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K. Lou Combs
Published on: 9/26/2011
Truth or Dare
Here is something true:
the sky changes color.
the moon, daily, exchanges her mask
swapping sliver of half curled cheese
for a mirror framed by night.
even the earth beneath you alters itself
seasonally-cradles snow or grass or dead leaves
or nothing, waiting for the next change.
it may come in earthquakes, those sudden shifts,
forging mountains and canyons from smooth rock
or in the way tectonic plates drift over
the planet's molten core
in constant search of home.
A dare next.
jump into the sky
and trust the changing colors will catch you.
Here's the truth:
that which lives seeks love.
trees reach with roots and leaves
to encompass earth, water, and sun
for food, but also so they know
they are not alone.
a human being longs for it
with every molecule,
every strand of DNA
splits apart and copies itself
so it will be alive
when you find love.
every breath searches for it,
waiting for the moment
when the wind carries it to you.
so seek love.
sperm strikes the egg,
burrowing close for warmth, becoming one
to create something new.
a newborn horse wobbles on stick thin legs
and its lungs expand in preparation
for the first neigh.
the lioness prowls and takes down a gazelle
and its death feeds the pride-
like when you die, your body will break down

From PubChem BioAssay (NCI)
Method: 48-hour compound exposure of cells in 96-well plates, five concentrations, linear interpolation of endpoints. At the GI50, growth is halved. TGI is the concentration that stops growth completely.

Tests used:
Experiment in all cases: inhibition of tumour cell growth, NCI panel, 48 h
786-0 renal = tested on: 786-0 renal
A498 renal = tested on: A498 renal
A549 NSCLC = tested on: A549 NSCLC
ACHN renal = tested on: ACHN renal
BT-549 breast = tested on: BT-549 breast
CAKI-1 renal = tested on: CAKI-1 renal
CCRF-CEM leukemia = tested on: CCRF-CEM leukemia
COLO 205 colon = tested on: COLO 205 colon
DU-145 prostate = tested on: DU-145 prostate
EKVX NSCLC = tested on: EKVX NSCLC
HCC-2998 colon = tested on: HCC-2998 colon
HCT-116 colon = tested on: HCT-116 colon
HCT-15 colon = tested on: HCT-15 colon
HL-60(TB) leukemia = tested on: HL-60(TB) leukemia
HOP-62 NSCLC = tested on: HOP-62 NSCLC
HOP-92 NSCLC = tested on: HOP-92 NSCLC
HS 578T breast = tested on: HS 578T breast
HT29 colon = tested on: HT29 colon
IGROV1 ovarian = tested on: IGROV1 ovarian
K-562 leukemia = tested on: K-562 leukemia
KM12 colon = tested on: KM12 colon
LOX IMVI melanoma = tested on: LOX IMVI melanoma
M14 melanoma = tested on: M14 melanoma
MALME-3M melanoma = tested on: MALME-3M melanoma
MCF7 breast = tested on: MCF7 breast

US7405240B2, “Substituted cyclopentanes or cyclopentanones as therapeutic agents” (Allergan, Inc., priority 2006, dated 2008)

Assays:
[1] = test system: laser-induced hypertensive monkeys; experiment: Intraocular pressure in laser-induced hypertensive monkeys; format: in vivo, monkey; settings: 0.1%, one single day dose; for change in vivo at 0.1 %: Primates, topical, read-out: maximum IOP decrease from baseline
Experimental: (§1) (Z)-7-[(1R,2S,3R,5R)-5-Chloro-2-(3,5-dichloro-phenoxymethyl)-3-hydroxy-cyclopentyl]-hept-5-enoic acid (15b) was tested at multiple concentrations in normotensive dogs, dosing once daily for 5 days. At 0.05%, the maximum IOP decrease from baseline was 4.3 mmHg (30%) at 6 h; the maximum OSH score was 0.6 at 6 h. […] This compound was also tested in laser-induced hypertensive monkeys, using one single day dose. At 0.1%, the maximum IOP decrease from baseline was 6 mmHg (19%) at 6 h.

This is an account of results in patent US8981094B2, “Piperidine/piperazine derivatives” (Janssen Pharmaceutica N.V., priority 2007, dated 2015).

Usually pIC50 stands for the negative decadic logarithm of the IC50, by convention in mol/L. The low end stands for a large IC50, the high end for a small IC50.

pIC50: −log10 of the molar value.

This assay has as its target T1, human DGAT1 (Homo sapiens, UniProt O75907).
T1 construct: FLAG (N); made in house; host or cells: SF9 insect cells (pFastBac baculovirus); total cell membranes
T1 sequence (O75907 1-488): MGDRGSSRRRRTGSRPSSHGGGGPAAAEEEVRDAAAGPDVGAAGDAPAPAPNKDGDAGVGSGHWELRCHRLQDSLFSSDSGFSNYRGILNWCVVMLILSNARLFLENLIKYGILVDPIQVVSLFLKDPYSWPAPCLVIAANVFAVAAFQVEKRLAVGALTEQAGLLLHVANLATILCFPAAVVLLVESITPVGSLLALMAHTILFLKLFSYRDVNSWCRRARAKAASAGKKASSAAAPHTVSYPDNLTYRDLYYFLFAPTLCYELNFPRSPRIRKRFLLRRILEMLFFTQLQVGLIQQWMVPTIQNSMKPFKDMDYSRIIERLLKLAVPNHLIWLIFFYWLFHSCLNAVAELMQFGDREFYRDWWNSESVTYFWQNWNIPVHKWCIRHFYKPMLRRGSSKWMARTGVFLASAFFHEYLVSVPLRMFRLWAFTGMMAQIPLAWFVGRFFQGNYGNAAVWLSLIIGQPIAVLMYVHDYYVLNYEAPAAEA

to enrich the soil, and give the grass
a place to grow.
meanwhile, the day trades itself with night
above and over and part of you
burning the colors of your universe
into the horizon.
be changed by the sunset.
know everything changes
and stays the same.
rely on the horse to grow steadily strong
the moon to keep her faces
and the tree to reach through soil,
looking for something other than itself
in this wide wide world.
Published on: 9/26/2011
The fly loves the human
and so adopts itself
into your household.
You think it a nuisance,
but all it wants is to touch the oil
eked out of your skin.
On the bend of your thumb
it reads the minuscule lines
hatched over your knuckle,
that you have not realized exist
because the language you speak
is of syllables and uncertainties
rather than the chemical understanding
of direction. So different from how
the fly understands the world
through its stick feet and thousand eyes,
observing when you talk over it
and not minding.
In fact, it loves the human
tongue, the sound of your voice
resonating in your throat,
a gentle rumble so similar
to its mothers' buzzing wings
when she lifted off her unborn eggs
and their sucking maws,
birthing one after the other without pause
until she flew off,
never to be seen again.
Little orphan that it is, the fly learned
to make its god of you. In you
is the parent it never knew,
the one who provides it food,
who offers shelter from weather
that would tear its wings apart
and dusts away spiders' web
so it can fly, unmolested.
Even your swings it takes
for a game of tag,
never suspecting the moment
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